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The Biz Roundup January 17

First Circuit City. Then Gottschalk’s. Now California is about be liquidated.

The state will suspend tax refunds, welfare checks, student grants and other payments owed to Californians starting Feb. 1, Controller John Chiang announced Friday.

Chiang said he had no choice but to stop making some $3.7 billion in payments in the absence of action by the governor and lawmakers to close the state’s nearly $42-billion budget deficit. More than half of those payments are tax refunds.

The payments to be frozen include nearly $2 billion in tax refunds; $300 million in cash grants for needy families and the elderly, blind and disabled; and $13 million in grants for college students.

Even if a budget agreement is reached by the end of this month, tax refunds and other payments could remain temporarily frozen. Chiang said a budget deal may not generate cash quickly enough to resume them immediately.

(“California controller to suspend tax refunds, welfare checks, student grants,” Los Angeles Times, January 17) I was hoping to use that refund to . . . pay my taxes. Can I use my California IOU to pay my property taxes? I think it’s smarter for the controller to start sending IOU’s to our legislators, our governor, and all their staffs in lieu of paychecks.


So who would buy into the Bank of Bad Debt? Why, you, of course.

Officials at the Treasury, Federal Reserve and Federal Deposit Insurance Corp., in consultation with the incoming Obama administration, are discussing a plan to create a government bank that would buy up the bad investments and loans that are behind the huge losses that U.S. banks continue to report . . .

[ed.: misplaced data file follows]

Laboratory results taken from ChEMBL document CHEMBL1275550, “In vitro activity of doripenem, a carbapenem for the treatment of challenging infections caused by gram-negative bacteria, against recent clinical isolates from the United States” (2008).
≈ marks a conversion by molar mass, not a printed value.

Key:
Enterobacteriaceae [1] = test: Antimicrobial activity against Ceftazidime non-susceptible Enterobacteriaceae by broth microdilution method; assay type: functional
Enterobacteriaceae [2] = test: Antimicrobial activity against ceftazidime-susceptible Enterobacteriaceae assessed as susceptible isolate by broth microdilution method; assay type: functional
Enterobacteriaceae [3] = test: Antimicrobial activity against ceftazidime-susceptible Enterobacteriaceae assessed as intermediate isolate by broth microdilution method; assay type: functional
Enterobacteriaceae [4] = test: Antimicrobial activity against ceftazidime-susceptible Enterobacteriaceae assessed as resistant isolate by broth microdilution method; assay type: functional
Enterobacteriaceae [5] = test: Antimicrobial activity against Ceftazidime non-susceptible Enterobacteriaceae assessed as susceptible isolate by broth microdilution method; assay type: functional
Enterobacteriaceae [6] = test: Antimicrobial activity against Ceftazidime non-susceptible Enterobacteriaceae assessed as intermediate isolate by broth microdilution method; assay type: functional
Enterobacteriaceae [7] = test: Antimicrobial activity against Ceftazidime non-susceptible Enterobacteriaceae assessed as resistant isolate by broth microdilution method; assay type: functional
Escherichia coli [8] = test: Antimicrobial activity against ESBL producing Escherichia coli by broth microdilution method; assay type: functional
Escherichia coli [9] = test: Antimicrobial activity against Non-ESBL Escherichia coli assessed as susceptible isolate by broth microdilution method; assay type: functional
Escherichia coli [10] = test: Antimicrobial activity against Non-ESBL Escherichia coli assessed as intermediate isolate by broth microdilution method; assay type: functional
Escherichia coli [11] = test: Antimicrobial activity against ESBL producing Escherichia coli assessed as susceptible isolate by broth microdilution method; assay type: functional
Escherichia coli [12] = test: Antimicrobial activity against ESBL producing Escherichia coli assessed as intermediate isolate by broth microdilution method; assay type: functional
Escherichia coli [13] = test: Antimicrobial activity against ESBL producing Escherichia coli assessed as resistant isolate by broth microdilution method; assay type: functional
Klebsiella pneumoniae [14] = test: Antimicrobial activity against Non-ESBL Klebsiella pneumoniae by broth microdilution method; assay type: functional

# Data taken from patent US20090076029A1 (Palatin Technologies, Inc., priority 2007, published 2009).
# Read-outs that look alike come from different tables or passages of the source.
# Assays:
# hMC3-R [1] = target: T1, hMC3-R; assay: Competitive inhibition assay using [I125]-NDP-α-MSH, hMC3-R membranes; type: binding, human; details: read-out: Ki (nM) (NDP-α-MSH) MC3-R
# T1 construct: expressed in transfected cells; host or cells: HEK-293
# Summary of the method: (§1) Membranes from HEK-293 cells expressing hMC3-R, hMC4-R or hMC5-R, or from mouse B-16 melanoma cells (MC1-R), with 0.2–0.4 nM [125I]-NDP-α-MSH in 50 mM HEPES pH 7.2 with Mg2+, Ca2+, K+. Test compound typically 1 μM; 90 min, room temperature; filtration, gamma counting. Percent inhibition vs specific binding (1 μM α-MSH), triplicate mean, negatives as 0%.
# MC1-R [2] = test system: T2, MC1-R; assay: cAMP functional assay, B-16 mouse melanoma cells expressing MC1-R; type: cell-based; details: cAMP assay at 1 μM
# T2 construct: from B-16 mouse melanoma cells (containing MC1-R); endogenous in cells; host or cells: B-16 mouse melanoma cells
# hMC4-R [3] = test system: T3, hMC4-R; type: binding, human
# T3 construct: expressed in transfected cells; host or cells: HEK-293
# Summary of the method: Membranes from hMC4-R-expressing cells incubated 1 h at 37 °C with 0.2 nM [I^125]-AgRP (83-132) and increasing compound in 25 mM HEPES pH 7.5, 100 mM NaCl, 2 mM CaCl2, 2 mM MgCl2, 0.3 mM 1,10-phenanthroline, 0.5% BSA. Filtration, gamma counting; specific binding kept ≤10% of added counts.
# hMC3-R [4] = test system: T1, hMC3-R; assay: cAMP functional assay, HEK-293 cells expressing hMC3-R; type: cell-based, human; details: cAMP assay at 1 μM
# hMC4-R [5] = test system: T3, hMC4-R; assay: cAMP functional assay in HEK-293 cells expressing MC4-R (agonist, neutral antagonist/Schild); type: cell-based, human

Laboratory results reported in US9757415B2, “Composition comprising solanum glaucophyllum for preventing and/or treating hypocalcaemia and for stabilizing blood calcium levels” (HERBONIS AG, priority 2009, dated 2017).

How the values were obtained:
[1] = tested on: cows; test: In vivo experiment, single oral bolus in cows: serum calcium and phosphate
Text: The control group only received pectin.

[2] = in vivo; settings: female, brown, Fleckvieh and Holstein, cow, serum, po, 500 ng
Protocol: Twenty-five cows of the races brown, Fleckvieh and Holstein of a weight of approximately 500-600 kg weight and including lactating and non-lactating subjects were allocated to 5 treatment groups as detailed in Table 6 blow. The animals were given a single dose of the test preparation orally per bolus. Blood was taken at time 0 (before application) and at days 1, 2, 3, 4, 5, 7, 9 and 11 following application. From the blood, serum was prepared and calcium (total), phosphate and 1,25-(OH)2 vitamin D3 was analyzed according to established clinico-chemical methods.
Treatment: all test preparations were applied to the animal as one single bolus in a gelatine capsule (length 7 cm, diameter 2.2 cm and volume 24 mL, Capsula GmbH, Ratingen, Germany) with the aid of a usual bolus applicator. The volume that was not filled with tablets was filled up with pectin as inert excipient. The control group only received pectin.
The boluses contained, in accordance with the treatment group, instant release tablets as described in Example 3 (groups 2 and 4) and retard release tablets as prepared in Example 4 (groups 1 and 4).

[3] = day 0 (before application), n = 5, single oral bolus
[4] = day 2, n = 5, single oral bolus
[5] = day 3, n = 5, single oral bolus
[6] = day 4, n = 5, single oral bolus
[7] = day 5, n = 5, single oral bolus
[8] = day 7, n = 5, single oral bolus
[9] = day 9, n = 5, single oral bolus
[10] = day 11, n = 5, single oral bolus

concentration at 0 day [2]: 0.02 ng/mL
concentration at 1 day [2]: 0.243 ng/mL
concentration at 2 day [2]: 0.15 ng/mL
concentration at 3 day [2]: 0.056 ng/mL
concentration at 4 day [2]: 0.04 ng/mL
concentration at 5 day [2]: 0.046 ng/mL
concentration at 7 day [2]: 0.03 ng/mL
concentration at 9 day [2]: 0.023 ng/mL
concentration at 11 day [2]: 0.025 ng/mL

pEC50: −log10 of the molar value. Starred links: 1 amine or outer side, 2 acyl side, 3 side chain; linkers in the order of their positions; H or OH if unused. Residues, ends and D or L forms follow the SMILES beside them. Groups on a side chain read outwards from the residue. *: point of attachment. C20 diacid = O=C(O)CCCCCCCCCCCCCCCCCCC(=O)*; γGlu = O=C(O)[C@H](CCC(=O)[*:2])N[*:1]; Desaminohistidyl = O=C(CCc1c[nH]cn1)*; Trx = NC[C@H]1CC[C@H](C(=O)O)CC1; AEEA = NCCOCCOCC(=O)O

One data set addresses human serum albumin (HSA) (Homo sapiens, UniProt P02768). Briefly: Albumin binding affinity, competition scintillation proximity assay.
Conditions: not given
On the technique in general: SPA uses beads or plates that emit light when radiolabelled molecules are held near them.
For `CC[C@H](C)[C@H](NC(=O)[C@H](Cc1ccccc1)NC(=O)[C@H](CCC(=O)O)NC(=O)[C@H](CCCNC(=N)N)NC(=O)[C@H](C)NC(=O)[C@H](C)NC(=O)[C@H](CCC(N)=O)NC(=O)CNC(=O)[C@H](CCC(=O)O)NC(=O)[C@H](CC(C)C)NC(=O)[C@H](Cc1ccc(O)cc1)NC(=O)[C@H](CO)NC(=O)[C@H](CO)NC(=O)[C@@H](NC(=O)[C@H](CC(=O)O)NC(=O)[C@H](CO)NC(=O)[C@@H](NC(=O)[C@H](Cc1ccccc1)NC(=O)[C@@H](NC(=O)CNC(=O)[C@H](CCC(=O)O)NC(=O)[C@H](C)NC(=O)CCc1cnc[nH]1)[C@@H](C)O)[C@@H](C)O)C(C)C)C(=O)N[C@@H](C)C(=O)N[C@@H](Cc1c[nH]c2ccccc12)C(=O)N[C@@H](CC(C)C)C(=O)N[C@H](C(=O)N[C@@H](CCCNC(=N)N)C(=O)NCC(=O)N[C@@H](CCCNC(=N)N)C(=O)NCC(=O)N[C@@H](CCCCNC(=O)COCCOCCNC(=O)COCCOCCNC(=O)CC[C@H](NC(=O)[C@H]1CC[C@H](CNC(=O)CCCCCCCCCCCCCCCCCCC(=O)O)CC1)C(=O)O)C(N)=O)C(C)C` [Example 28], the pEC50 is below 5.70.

(“U.S. Plots New Phase in Banking Bailout,” Wall Street Journal, January 17) In exchange for what, exactly? And how are all these “bad” assets going to be valued? Market value? Or free-money-to-struggling-families-in-the-Hamptons value? As this whole bank bailout becomes downright Dadaist in its proportions, are we going to “purge” the banks of bad management as well as bad debt? Maybe Vikram Pandit can wash toilets in our new National Bank of Bad Debt. That would certainly be a better use of his time than what he currently does . . . or doesn’t.


And the ink isn’t even dry on the free money we just gave them.

General Motors has signalled it might be unable to meet a key condition of the $13.4bn lifeline extended by the US Treasury requiring a two-thirds reduction in the carmaker’s unsecured debt.

Mr Young told analysts the company views the two-thirds requirement as a “guideline” and “the ultimate test is financial viability of our enterprise”.

More generally, the ailing carmaker is understood to take the view that vaguely worded provisions of the government loan agreement might be open for discussion and modification with a “car czar”, to be appointed by the Barack Obama administration.

(“GM might fail to meet loan condition,” Financial Times, January 16) If you’re head isn’t reeling on that one, imagine pulling that trick on your GMAC car loan. Phone GMAC up now and say that you’re going to violate one of the loan agreements because you understand the contract you signed as “guidelines” “open for discussion and modification.” See how long GMAC lets you play in their sandbox. Waggoner and company — when these guys were kids, they’d cheat at monopoly by stealing all the money from the bank.

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